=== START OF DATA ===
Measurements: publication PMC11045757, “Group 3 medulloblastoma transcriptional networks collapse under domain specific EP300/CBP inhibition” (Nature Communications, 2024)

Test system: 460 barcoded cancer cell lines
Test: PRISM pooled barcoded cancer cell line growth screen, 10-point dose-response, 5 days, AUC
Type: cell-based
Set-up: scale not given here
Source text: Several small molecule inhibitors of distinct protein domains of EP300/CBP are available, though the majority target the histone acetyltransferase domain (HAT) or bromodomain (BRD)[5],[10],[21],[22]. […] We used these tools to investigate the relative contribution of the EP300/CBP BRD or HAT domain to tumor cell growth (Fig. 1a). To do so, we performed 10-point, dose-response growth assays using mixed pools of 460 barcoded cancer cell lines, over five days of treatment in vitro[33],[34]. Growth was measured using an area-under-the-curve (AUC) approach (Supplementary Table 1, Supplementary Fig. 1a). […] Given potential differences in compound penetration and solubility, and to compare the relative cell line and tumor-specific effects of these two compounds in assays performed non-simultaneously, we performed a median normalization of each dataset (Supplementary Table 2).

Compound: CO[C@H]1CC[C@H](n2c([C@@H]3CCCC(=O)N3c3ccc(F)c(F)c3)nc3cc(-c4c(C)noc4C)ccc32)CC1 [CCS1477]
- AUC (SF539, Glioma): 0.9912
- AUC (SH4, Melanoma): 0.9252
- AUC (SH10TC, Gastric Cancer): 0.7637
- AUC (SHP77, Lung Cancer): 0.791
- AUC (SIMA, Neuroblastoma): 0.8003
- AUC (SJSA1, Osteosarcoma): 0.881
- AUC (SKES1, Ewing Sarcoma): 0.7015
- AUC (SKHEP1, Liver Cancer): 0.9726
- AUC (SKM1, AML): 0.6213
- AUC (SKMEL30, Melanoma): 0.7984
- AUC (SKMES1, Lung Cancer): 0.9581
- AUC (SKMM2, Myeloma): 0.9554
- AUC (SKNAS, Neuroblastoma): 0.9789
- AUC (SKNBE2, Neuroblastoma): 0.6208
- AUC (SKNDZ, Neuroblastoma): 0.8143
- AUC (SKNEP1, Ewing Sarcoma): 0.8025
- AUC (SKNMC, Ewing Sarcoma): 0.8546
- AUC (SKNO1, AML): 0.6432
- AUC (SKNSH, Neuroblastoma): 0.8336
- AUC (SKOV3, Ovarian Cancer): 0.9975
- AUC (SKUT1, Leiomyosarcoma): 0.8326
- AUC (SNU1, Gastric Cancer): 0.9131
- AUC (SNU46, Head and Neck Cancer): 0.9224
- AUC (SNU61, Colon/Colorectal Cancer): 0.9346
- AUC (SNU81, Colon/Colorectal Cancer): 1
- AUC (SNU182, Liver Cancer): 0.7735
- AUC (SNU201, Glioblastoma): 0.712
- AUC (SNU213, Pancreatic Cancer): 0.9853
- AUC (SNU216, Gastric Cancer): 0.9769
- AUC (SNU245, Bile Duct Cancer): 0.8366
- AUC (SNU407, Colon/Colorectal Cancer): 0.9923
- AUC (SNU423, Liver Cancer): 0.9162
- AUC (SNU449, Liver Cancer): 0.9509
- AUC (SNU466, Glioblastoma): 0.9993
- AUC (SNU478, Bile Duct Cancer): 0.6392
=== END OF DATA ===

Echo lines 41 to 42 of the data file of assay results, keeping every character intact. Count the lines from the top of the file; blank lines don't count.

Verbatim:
- AUC (SNU466, Glioblastoma): 0.9993
- AUC (SNU478, Bile Duct Cancer): 0.6392